David Hilliard: Sum of Our Affections
The Provincetown Art Association and Museum (PAAM) has opened a mid-career exhibition celebrating the photographs of David Hilliard. David, well know for his multi-framed panorama technique, is a master in narrative and at giving life to the still image. His work, living in between his known truth and his projected fiction, is directed by events in his life, the people he has met, the people he has loved. Though the work comes from a personal place, David’s photographs allow the viewer to converse as if they were our own intimate conversations or chance encounters. We are able to access the photographs in terms of time and place, allowing for an enveloping viewing experience.
It was a pleasure to be able to speak with David about his life, his process, and his thoughts on his work since he began photographing.
David Hilliard: Sum of Our Affections, curated by Bill Arning, runs July 8th through August 28that The Provincetown Art Association and Museum.
David received his BFA from the Massachusetts College of Art & Design and MFA from the Yale University School of Art. He worked for many years as an assistant professor at Yale University where he also directed the undergraduate photo department. He is a regular visiting faculty at Harvard University, the School of the Museum of Fine Arts Boston, Massachusetts College of Art & Design and Lesley University College of Art & Design. David also leads a variety of summer photography workshops throughout the country.
Hilliard is represented at The Schoolhouse Gallery in Provincetown, Massachusetts, a producing partner in this exhibition.
Since the early 90’s you have been photographing lush and narrative fueled multi-framed pieces that have truly become a real signifier of you and your art practice. Since then you have had countless solo exhibitions and a monograph to your name. Throughout the entirety of your practice, what would you say you have learned from this work?
That’s a big Miss America question but I think I can answer it honestly. I think I’ve learned and/or confirmed that the act of photographing continues to be the clearest way to see and experience so much of what intrigues me, haunts me, angers me, and perhaps holds what is unobtainable within the realm of my daily life. The camera seems to be the best mediator of the way I see, feel and think. It’s a decadent tool; to stare with, possess that which I cannot have, say what I cannot speak, ponder that which confuses me and so on. It’s my visual petri dish. I’ve also learned that you never really run out of subject matter if you just stay open, present as they say. I’ve also learned that my projects never really end…I just keep adding to them. They’re linear but linear in a forward sense as well as a left to right. The stories, much like our lives, just keep plodding along. Does that make sense?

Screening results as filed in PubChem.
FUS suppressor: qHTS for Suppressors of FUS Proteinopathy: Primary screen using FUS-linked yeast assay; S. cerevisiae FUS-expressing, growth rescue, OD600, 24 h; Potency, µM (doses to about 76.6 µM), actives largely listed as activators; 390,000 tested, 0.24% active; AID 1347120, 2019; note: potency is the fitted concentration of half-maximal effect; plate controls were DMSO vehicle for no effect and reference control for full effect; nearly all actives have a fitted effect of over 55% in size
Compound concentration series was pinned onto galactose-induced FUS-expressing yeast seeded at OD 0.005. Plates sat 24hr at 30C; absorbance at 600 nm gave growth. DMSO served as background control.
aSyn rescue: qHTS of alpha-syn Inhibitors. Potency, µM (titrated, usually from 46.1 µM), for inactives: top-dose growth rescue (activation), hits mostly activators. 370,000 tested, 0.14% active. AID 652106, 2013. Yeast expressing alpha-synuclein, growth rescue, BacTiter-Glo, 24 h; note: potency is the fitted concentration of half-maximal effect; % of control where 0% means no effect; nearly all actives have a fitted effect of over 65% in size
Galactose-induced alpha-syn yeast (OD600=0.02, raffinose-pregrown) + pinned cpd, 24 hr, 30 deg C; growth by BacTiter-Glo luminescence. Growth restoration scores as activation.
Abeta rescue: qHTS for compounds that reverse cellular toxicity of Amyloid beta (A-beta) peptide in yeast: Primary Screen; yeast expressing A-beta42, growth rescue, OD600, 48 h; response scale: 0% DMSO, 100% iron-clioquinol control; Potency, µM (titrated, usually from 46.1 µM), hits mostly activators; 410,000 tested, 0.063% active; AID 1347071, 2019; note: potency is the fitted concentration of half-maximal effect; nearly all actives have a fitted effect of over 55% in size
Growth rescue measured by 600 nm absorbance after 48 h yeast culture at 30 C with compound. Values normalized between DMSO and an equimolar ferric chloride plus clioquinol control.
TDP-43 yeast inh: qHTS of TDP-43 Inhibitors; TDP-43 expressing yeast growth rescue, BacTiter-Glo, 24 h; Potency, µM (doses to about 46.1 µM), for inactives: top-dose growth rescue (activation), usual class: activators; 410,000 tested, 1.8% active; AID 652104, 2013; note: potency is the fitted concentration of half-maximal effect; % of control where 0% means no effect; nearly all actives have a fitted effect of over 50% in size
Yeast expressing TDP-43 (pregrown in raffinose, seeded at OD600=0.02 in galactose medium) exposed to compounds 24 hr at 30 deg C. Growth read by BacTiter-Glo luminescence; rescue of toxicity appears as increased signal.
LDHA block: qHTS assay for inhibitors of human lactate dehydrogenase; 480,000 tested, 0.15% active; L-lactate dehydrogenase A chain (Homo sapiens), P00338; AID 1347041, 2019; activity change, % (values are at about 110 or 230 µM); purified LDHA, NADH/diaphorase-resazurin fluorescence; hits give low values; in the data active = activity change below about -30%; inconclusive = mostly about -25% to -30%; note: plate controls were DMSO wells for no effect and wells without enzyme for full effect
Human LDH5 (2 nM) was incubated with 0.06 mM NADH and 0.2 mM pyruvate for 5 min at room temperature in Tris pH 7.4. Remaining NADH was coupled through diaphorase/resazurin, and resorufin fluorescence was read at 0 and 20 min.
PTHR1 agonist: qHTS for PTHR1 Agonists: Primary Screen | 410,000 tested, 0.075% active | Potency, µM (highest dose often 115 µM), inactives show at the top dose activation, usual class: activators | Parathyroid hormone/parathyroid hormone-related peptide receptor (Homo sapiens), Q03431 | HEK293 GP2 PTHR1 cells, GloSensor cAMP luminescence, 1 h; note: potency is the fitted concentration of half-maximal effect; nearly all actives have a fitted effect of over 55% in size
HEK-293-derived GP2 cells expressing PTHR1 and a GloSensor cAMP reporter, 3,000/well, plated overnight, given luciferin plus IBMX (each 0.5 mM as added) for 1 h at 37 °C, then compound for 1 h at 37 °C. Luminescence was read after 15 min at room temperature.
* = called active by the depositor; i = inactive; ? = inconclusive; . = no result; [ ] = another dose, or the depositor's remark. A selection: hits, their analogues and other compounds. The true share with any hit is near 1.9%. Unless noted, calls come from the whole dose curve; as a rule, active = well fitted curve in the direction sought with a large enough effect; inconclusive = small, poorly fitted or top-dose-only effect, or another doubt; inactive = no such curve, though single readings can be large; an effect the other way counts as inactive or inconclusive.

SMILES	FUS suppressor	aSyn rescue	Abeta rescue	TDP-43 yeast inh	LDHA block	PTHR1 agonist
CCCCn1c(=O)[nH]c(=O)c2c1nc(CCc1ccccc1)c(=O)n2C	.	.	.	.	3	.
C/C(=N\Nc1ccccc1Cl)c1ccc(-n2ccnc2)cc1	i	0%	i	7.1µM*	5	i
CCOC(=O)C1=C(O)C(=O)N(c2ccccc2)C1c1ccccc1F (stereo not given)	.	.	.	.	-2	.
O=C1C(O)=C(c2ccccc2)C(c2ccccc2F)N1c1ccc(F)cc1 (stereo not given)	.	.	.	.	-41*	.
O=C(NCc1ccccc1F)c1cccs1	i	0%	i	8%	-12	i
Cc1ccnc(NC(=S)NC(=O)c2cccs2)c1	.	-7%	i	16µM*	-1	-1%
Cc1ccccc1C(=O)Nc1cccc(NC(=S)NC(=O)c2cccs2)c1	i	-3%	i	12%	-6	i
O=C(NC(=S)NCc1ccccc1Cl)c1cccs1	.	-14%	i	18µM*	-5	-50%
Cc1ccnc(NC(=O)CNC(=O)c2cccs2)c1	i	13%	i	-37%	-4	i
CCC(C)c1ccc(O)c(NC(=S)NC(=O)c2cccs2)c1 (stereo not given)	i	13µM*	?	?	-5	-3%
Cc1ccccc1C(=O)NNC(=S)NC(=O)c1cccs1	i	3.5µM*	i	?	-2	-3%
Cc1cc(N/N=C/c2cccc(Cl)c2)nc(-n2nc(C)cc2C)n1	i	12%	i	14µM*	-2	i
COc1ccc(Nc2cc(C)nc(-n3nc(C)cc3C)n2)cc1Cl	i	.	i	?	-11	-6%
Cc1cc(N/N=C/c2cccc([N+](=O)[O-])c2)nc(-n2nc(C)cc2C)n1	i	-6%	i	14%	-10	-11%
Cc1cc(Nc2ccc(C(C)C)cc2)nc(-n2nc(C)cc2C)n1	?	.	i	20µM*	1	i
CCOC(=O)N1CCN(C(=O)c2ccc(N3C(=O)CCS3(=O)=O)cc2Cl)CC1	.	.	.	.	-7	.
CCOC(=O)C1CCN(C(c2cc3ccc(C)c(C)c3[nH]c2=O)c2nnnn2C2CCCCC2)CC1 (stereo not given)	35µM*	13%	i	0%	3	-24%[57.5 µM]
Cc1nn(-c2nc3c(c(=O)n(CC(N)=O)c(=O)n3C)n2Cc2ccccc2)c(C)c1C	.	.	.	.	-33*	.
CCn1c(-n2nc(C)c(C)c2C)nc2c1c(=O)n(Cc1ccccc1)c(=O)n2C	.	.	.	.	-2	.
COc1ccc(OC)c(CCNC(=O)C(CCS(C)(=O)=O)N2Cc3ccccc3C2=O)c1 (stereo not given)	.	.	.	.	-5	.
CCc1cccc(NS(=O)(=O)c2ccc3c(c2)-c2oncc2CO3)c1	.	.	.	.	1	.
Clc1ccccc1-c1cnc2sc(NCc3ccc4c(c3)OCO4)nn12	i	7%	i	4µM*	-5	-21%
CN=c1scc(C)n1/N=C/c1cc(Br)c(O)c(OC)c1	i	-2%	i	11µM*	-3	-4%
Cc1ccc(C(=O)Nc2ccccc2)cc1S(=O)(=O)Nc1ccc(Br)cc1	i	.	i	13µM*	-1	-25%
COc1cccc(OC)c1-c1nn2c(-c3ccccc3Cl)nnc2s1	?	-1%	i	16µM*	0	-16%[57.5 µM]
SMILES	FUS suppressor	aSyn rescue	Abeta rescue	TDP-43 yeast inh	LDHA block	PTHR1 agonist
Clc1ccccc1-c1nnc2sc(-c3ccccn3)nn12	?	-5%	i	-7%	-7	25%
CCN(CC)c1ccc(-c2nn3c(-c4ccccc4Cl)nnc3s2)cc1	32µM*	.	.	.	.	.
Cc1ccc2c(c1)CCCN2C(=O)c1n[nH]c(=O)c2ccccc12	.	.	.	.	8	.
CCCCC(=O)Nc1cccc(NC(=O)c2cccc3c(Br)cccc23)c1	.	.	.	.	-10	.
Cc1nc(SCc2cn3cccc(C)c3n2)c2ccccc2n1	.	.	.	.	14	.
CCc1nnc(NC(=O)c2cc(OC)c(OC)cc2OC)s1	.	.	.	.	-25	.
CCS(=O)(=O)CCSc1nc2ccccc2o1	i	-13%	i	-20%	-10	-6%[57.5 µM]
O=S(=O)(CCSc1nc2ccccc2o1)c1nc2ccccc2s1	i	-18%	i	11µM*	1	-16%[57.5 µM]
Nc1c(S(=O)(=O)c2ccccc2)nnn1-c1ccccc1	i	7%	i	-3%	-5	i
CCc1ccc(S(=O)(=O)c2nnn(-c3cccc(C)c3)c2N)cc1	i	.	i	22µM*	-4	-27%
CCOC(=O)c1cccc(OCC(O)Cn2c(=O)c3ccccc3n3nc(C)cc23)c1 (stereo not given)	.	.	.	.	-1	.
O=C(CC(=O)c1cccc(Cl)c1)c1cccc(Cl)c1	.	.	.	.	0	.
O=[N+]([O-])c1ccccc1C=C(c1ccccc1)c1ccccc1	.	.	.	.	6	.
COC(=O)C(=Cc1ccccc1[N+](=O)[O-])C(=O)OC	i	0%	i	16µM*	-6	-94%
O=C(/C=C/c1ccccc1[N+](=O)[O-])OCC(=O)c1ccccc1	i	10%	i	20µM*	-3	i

Yes, so what you are saying is that your practice directly parallels with your life in which you are photographing a singular indefinite body of work. Is there something that has led you away from the 15-20 image structure?
Yes, my work and my life, in general, run in tandem. I document ongoing relationships, themes (masculinity, sexual identity, working class lifestyle, father/son relationships, strangers and such) and the serendipitous nature within the quotidian. The bookended project has always just felt a bit too buttoned up for me. Don’t get me wrong…I love SO MANY projects but have never been able to work well within that model.
Picking up a camera as a kid must have come easy for you. Growing up with your father constantly photographing your childhood, and then in turn using a camera to document your very mobile upbringing. Are you able to pinpoint the moment in which the camera became less of a journal and more of a tool to make art?
Yes, the camera was a device that I grew up around (less common in the analog ages) and I saw it used in some very interesting ways. The most interesting and perhaps formative was my dad’s obsessive documentation of certain mundane family rituals, like coming through the door. “Through the door shots” were classics. My father, much like a hunter, would often be in wait for us to come home from school, in from playing and such, snapping our surprised expression as were arrived home. These images like everything else was catalogued, dated and given some sort of “field note”. Basically my entire life has been chronicled in images and journal entries from the day I was born. I could tell you what I was doing on June 9th 1987 at 3pm. No joke.
To answer your question, I think taking photographs became making photographs during my sophomore and junior years of college at the Massachusetts College of Art and Design in Boston when I became fully immersed as a photo major. Prior to that I had bounced around exploring lots of other mediums; theater, fashion design and film, all of which continue to feed my process. During my years as a photo major I worked with some AMAZING artists and educators at MassArt; Laura McPhee, Abelardo Morel, Barbara Bosworth, Nicholas Nixon, and Frank Gohlke among others. Each of them left such an impression on me regarding form, content, and ultimately what it meant to truly make photographs and live life as a fully formed artist. Some crazy great years. The best. Later, an MFA at Yale School of Art sealed the deal, but that’s another story.
You mainly speak about your work blurring the lines between truth and fiction – autobiographical, but not a memoir. Where does the desire in romanticizing fiction come from?